For a manufacturing tool, we're designing what is essentially a die set using off-the-shelf shaft, bushing, & roller element components and pressing those into in-house designed plates. Two shafts are press fit into the base and are quite long. The two mating bushings are press fit into a plate. A cage with captive ball bearings fits between the OD of the shaft and ID of the bushing, providing a rolling contact. Die sets like this are commonly available off-the-shelf (e.g., here: xxxxx, we’re just mimicking with custom-shaped plates.
I've been tasked with assigning the shaft & bushing holes' positional tolerances & perpendicularities. The dilemma arises since the die bushing vendor indicates that the shaft-ball-bushing fit is preloaded, ie a “rolling press fit”. As I understan it, there’s actually miniscule interference between each of the dozens of ball bearings and the shaft & bushing. So this is a very rigid fit with no play (clearance). This poses a theoretical problem for pairs of these bushings in terms of shaft-to-shaft spacing & perpendicularity. You’re basically trying to tolerance corresponding press fits, so fixed fastener type approaches are out the window (zero clearance in the “clearance hole”).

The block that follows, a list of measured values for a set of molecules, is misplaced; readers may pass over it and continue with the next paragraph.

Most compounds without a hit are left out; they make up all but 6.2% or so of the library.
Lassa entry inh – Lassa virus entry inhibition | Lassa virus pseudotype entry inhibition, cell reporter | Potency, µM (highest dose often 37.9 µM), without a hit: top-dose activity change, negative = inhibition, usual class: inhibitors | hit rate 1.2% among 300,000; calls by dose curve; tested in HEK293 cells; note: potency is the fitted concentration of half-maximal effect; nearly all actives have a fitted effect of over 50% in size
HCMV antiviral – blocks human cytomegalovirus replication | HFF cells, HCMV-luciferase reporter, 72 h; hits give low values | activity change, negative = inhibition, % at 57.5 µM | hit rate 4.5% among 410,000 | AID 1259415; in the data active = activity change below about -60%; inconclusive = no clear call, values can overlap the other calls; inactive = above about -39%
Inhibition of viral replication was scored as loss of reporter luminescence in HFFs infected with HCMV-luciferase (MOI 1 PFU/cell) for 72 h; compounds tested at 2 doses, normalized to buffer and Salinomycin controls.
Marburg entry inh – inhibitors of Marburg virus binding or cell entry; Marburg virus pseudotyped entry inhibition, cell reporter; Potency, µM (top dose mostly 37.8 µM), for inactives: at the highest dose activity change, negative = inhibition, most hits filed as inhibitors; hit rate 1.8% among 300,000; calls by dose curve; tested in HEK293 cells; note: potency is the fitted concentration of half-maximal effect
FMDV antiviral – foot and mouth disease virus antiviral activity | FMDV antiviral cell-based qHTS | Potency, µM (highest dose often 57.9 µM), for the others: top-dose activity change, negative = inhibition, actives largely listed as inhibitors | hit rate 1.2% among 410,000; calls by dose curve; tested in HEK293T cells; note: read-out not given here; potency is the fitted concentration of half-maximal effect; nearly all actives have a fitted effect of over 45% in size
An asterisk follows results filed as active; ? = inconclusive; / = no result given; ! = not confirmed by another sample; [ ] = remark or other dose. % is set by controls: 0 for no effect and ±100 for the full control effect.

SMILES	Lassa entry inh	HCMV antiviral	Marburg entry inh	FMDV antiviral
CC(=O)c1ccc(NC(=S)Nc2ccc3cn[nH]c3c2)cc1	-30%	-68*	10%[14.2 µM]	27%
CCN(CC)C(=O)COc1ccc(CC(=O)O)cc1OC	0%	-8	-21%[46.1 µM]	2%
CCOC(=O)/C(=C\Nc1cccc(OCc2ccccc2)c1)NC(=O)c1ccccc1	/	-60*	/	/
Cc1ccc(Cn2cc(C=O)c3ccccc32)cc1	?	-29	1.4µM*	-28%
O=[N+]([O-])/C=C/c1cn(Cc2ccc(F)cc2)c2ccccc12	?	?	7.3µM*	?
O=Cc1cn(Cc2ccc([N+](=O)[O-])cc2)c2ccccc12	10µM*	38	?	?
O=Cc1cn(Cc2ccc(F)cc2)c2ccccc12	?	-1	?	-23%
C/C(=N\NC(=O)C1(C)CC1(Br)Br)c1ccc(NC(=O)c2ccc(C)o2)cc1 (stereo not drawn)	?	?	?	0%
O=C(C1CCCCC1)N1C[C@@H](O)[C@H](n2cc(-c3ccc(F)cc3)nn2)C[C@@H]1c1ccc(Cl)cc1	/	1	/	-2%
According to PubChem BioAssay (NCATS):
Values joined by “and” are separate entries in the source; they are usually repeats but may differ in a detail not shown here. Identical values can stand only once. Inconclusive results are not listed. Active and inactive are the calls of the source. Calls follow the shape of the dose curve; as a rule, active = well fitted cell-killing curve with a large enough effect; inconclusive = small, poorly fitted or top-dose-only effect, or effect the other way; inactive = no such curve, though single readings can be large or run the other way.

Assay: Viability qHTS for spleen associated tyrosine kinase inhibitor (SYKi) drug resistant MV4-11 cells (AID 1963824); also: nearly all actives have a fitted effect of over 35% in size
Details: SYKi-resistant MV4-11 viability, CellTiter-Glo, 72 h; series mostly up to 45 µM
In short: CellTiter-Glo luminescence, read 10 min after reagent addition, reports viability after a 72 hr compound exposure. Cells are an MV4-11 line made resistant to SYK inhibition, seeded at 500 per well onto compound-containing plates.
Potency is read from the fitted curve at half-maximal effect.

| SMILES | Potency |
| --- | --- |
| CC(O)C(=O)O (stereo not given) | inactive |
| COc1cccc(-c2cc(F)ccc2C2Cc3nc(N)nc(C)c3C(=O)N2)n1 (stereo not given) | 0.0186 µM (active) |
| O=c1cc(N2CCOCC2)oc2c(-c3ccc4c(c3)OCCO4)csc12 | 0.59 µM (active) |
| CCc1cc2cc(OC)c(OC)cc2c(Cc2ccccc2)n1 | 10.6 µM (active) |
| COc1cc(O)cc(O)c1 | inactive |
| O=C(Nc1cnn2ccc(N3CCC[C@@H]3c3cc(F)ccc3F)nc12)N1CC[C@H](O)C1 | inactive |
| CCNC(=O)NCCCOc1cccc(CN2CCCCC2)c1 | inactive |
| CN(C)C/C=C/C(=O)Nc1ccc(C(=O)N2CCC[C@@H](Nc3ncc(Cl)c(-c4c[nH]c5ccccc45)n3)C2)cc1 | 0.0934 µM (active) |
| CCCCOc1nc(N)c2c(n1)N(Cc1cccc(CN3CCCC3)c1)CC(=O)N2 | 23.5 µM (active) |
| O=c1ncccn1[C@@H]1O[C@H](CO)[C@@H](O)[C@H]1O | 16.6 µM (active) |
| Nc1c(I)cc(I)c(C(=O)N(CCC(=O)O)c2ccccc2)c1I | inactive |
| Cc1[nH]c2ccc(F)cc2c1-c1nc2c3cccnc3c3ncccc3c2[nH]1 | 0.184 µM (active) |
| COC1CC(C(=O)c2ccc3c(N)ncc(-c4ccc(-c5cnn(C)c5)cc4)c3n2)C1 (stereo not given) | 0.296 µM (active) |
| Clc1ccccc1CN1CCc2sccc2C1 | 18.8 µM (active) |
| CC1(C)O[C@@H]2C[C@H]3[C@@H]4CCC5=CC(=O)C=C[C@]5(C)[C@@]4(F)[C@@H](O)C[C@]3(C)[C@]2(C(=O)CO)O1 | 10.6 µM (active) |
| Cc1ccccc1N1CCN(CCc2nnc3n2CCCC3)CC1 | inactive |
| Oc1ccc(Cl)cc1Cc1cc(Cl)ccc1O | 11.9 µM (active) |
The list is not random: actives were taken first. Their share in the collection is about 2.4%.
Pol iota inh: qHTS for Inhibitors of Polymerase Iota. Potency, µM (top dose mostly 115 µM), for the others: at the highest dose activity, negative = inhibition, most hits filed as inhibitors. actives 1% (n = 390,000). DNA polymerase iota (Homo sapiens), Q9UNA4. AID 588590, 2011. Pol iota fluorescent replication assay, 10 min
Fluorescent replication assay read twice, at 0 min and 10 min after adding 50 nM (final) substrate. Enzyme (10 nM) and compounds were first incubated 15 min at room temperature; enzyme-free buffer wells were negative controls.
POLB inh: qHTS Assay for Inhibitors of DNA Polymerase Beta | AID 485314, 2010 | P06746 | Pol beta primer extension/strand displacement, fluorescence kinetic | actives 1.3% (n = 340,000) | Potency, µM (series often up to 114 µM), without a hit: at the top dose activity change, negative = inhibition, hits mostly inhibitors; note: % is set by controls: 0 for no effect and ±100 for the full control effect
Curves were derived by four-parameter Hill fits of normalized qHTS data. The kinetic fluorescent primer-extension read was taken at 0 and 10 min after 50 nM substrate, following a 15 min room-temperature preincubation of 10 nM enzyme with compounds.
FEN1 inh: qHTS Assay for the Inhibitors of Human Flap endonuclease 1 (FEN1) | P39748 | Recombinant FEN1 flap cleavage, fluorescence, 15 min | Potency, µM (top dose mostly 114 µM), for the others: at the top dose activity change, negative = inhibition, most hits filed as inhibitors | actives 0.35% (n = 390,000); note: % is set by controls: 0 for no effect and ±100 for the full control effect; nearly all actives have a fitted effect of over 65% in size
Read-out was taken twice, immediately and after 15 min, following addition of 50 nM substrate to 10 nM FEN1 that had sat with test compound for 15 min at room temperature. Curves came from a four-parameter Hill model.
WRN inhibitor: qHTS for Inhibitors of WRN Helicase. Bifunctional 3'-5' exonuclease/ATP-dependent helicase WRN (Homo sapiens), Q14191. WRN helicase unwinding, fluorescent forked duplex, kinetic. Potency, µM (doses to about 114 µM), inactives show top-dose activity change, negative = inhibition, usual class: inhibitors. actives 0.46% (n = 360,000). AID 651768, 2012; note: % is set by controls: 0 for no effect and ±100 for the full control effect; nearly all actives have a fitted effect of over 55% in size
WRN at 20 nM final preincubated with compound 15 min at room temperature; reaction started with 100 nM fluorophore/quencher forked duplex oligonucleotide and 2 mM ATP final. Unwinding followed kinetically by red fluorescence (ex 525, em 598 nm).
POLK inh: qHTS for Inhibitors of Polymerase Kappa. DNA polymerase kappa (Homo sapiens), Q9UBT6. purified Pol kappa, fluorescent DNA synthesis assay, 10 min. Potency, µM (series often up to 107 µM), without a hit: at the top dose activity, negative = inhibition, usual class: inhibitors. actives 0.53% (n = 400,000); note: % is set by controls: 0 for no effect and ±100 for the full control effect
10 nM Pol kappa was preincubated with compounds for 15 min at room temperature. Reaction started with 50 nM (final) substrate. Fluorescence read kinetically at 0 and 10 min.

A vendor competitor’s design guide recommends shaft-to-shaft spacing tol of +/- .0005” which I’m guessing they plucked out of the air as a tight but achievable machining tolerance. Mating two pairs of zero clearance interfaces needs perfect location and perfect orientation though. Like I said, these sorts of assemblies are available off-the-shelf lots of places so this is achievable. Commercial die sets don’t use slotted components or flanges w clearance holes – they’re exactly as we’re attempting. Thoughts on how to approach tolerancing the location & orientation of these holes?
You can use gauge tolerances for dies or ANSI 4.1.
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